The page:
The idea of the fame elephants of Africa disappearing from the continent, and our very eyes, is a rather sad notion. After all, the elephants are one of the smartest animals that walk this earth, and humanity should endeavor to ensure that they will continue to habitat with us.
For the conservationists who (understandably) want to protect certain endangered species, their answer is often using government force to ban harvesting and commercial use of that animal’s parts.
The unintended consequence of that method is that the value of that animal’s parts is much higher, and poaching becomes more lucrative. Just like during Prohibition in the early 20th century in the United States, the ban only created bigger problems than the one that the government tried to address.
So let’s expand our horizons on this issue, thinking past just government action as the best strategy for conservation efforts. Government may have some legitimate role in establishing certain boundaries for environmental protection, but the most efficient and effective way to protect the environment and endangered species is not through the State, but through private individuals acting in their own interest.
In other words, the solution is privatization.
Let’s consider other animals that are largely owned privately, like chickens and cows. There is certainly no shortage of either of those species, and they are both used for commercial gain. So what is the key component involving these two species that makes them available for commercial use, but not in danger of going extinct?
Private ownership! The farms own these animals, and have a vested interest in keeping them alive for when they put their meat or eggs or milk onto the market. If they irresponsibly used their livestock, they would go out of business.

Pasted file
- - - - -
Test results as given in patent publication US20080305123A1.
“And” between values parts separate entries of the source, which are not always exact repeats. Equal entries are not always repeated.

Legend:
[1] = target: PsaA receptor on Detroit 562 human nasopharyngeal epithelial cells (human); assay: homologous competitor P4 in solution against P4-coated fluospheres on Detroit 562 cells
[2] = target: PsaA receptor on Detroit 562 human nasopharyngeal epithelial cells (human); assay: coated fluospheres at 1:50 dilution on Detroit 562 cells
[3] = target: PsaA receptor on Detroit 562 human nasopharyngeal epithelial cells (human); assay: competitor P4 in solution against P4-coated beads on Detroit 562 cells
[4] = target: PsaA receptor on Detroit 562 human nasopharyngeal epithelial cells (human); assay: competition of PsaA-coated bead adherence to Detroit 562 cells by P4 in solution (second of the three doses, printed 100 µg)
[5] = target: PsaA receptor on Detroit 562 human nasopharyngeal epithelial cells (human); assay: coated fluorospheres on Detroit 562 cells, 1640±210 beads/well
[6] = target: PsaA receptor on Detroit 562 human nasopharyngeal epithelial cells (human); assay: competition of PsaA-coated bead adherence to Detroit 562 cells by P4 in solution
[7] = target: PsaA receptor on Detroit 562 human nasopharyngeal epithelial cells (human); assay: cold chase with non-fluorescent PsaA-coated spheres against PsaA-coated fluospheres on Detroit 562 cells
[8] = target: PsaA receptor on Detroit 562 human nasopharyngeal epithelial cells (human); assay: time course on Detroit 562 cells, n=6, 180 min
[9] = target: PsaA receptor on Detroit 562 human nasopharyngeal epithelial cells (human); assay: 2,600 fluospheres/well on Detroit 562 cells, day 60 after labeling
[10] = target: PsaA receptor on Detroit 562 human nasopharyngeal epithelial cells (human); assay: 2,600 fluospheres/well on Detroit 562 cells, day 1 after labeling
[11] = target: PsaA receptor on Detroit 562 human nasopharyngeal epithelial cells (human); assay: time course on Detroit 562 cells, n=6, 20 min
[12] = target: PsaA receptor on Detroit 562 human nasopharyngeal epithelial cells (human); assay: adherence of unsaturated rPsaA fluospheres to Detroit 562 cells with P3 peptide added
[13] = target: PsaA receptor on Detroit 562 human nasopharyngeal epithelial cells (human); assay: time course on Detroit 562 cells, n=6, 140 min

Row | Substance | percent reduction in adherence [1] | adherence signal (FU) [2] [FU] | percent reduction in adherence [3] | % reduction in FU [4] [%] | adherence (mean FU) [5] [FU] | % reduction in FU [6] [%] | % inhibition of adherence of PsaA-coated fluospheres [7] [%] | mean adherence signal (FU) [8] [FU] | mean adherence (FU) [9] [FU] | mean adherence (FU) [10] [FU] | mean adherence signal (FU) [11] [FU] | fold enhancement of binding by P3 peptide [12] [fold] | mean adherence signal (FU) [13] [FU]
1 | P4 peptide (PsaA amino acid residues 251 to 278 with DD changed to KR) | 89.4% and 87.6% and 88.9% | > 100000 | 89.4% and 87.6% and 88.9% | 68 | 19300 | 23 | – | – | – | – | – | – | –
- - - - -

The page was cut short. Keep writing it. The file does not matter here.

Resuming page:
Out of out their own self-interest, these commercial industries self-regulate, and keep the numbers of these animals at a level where extinction is not even remotely possible. So maybe a viable solution to conservation of elephants is private ownership and use of these animals.
Another suggestion is to actually foster sustainable hunting of elephants. It's not a direct private ownership approach, but the principle of self-interest is still at play in this model.
The Ivory Education Institute argues that responsible hunting is (ironically) a method of conservation in and of itself.
The southern African countries, including Zambia and Zimbabwe, practice wise and sustainable use of wildlife products such as elephant hunting trophies, ivory and rhino horn trade, to bring wildlife into balance with their habitats. Therefore, the US Department of Interior’s decision to suspend the US ban on elephant trophies from the two countries into the US was a breath of fresh air and good news for elephant conservation. Sadly, it only took a tweet from President Trump saying the ban would remain, “until such time as I review all conservation facts.” That review if done responsibly as we anticipate can only result in the reinstatement of his decision to allow imports of elephant hunting trophies into the USA because the motivating facts are strong, scientific and tested.
That could be one solution, but even broader than that, what about just plain private ownership of the elephants themselves? The Chinese are experimenting with an approach that involves self-interest, part of which involves "Panda loans" to certain people who then care for the animals. Why can't that be done on a larger scale with elephants as well?
When a particular good is a person’s own property, he/she is rather likely to care for it properly, because that person wants to keep the value in that particular item. However, when that same item is “held in common,” or effectively held by no one, there is not the same level of interest in properly maintaining it.
Perhaps private ownership of these beautiful animals should be encouraged, where individuals can hold them on private lands. Whether it’s for responsible hunting and ivory harvesting, or zoo exhibits, or just for the sake of conservation itself, private ownership adds a level of interest that government cannot hope to match.
What do you think about this idea? Are there any changes you would make to it, or other suggestions? Let me know below!